Economic Studies
Czechia (Czech Republic)

Czechia (Czech Republic)

Population 10.6 million
GDP per capita 23,113 US$
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major macro economic indicators

  2017 2018 2019 (e) 2020 (f)
GDP growth (%) 4.4 3.0 2.6 -6.2
Inflation (yearly average, %) 2.4 2.0 2.6 2.2
Budget balance (% GDP) 1.6 1.1 0.2 -0.2
Current account balance (% GDP) 0.3 -0.2 0.1 0.5
Public debt (% GDP) 34.7 32.6 31.3 30.6


(e): Estimate. (f): Forecast.


  • Central geographic location at the heart of industrial Europe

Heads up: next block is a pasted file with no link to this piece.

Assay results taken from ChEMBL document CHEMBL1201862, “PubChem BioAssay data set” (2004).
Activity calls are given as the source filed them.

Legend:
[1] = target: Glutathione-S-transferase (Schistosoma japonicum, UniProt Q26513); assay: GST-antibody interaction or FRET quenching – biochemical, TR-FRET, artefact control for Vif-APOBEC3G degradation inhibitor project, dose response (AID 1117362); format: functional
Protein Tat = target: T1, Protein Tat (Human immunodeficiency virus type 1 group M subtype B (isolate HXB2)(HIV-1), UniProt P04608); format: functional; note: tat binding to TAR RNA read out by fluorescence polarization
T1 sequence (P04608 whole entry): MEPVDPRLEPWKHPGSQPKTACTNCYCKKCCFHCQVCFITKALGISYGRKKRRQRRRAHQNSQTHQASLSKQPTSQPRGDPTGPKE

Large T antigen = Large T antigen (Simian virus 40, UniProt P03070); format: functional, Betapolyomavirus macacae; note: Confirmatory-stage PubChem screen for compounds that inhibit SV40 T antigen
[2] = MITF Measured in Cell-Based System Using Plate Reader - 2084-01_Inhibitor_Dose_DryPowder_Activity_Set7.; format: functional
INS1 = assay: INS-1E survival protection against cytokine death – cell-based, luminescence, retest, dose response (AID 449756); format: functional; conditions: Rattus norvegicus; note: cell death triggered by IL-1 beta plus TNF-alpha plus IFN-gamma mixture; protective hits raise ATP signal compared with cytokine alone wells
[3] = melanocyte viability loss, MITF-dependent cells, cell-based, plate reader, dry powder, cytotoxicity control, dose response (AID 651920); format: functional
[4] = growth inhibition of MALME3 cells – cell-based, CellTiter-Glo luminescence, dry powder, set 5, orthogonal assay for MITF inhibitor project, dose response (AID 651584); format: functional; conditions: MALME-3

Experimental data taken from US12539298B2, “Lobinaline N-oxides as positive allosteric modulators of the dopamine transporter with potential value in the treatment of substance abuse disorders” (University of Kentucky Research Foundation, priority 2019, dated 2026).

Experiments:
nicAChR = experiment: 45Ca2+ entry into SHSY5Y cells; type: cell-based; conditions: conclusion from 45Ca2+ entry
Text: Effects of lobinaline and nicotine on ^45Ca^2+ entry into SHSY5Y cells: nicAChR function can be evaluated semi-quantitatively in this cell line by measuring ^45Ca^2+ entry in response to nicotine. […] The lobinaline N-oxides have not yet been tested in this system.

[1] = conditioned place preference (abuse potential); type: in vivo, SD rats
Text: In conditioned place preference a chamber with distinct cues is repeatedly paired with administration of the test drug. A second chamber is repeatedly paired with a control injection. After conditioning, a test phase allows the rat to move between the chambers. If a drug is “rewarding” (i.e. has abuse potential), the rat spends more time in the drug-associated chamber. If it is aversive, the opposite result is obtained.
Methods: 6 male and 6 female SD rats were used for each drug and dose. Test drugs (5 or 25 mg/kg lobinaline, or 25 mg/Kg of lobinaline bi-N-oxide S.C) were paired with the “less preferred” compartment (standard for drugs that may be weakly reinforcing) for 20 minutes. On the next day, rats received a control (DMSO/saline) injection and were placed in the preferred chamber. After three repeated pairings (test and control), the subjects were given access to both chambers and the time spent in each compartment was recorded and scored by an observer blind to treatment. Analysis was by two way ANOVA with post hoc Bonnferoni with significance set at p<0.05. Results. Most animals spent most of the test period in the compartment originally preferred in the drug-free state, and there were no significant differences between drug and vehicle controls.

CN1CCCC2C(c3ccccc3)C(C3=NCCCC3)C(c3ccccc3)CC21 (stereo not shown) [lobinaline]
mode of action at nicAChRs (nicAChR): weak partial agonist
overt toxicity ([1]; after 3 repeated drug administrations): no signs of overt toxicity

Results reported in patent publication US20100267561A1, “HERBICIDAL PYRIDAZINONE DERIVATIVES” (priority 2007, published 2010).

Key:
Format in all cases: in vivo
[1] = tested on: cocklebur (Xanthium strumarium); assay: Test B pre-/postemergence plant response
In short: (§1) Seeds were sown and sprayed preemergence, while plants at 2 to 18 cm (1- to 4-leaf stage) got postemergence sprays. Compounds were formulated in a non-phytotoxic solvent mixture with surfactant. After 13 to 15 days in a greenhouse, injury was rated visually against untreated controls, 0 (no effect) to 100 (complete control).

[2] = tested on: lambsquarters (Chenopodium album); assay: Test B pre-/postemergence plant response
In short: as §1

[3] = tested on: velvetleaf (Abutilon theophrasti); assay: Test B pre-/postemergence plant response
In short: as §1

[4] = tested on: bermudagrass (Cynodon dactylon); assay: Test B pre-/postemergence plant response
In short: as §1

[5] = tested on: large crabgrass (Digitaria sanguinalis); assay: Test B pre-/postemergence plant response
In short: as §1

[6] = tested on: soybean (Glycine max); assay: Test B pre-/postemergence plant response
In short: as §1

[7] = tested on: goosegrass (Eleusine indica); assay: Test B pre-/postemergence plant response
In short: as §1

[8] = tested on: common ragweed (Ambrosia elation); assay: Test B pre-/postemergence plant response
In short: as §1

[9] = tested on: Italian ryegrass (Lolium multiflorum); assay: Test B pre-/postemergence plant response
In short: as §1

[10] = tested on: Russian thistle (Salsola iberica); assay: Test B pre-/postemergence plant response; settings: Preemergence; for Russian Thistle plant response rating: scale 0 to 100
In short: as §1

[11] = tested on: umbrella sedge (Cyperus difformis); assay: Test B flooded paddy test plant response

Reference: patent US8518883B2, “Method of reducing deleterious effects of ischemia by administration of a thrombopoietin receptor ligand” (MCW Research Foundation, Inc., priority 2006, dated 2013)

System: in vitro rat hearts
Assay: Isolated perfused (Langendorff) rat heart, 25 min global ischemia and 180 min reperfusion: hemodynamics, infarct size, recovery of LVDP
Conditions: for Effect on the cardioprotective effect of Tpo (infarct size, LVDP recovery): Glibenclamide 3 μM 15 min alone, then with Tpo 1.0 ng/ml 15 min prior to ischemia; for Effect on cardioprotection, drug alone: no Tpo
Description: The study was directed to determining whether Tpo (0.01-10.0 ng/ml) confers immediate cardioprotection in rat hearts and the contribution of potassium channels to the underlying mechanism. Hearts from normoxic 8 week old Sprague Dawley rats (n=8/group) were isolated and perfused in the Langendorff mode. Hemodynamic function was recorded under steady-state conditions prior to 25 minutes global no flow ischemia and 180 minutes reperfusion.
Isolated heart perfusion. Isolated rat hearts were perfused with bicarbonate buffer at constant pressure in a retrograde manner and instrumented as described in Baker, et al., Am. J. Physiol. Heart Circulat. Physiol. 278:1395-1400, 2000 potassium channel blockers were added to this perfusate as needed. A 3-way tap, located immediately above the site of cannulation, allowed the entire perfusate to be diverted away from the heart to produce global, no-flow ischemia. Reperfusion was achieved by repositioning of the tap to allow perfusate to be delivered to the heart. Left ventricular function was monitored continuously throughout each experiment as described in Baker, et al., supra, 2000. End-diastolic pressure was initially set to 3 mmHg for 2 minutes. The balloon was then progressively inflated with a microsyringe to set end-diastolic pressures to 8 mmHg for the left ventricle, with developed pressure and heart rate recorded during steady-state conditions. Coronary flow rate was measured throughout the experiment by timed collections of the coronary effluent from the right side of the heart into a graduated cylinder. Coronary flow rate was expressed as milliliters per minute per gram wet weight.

• Tightly integrated in the international, especially German, production chain
  • Preferred destination for FDI in Central Europe
  • Significant industrial potential
  • Robust public accounts and banking system


  • Small, open economy: exports account for 80% of GDP
  • Dependent on European demand: 64% of exports are to the Eurozone, one-third to Germany
  • High foreign intermediate inputs in exports and low contribution of services to locally value-added in exports
  • Automotive sector occupies a large share of the economy
  • Lack of rapid transport links with the rest of Europe
  • Ageing population and shortage of skilled labour


Growth gradually losing momentum